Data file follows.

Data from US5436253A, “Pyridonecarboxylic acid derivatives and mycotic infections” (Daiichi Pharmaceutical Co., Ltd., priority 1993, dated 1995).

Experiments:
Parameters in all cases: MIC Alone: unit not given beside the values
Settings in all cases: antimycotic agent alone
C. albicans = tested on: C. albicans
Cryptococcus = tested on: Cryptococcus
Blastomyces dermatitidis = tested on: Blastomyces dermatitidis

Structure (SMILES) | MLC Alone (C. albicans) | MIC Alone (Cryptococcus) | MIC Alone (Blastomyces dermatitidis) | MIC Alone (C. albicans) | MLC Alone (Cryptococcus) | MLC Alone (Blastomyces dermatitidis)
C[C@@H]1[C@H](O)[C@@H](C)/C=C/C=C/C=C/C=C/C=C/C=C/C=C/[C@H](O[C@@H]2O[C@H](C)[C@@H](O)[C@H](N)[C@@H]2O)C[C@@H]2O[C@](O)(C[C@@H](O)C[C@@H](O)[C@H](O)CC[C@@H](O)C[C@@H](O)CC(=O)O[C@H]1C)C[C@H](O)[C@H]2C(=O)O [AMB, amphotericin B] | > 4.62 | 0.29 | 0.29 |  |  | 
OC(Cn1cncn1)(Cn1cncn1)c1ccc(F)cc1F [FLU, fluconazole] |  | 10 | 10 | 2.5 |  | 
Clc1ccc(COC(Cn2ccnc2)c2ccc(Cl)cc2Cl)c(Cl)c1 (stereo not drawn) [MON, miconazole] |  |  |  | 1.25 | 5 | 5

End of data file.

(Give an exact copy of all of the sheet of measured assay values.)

Data from US5436253A, “Pyridonecarboxylic acid derivatives and mycotic infections” (Daiichi Pharmaceutical Co., Ltd., priority 1993, dated 1995).

Experiments:
Parameters in all cases: MIC Alone: unit not given beside the values
Settings in all cases: antimycotic agent alone
C. albicans = tested on: C. albicans
Cryptococcus = tested on: Cryptococcus
Blastomyces dermatitidis = tested on: Blastomyces dermatitidis

Structure (SMILES) | MLC Alone (C. albicans) | MIC Alone (Cryptococcus) | MIC Alone (Blastomyces dermatitidis) | MIC Alone (C. albicans) | MLC Alone (Cryptococcus) | MLC Alone (Blastomyces dermatitidis)
C[C@@H]1[C@H](O)[C@@H](C)/C=C/C=C/C=C/C=C/C=C/C=C/C=C/[C@H](O[C@@H]2O[C@H](C)[C@@H](O)[C@H](N)[C@@H]2O)C[C@@H]2O[C@](O)(C[C@@H](O)C[C@@H](O)[C@H](O)CC[C@@H](O)C[C@@H](O)CC(=O)O[C@H]1C)C[C@H](O)[C@H]2C(=O)O [AMB, amphotericin B] | > 4.62 | 0.29 | 0.29 |  |  | 
OC(Cn1cncn1)(Cn1cncn1)c1ccc(F)cc1F [FLU, fluconazole] |  | 10 | 10 | 2.5 |  | 
Clc1ccc(COC(Cn2ccnc2)c2ccc(Cl)cc2Cl)c(Cl)c1 (stereo not drawn) [MON, miconazole] |  |  |  | 1.25 | 5 | 5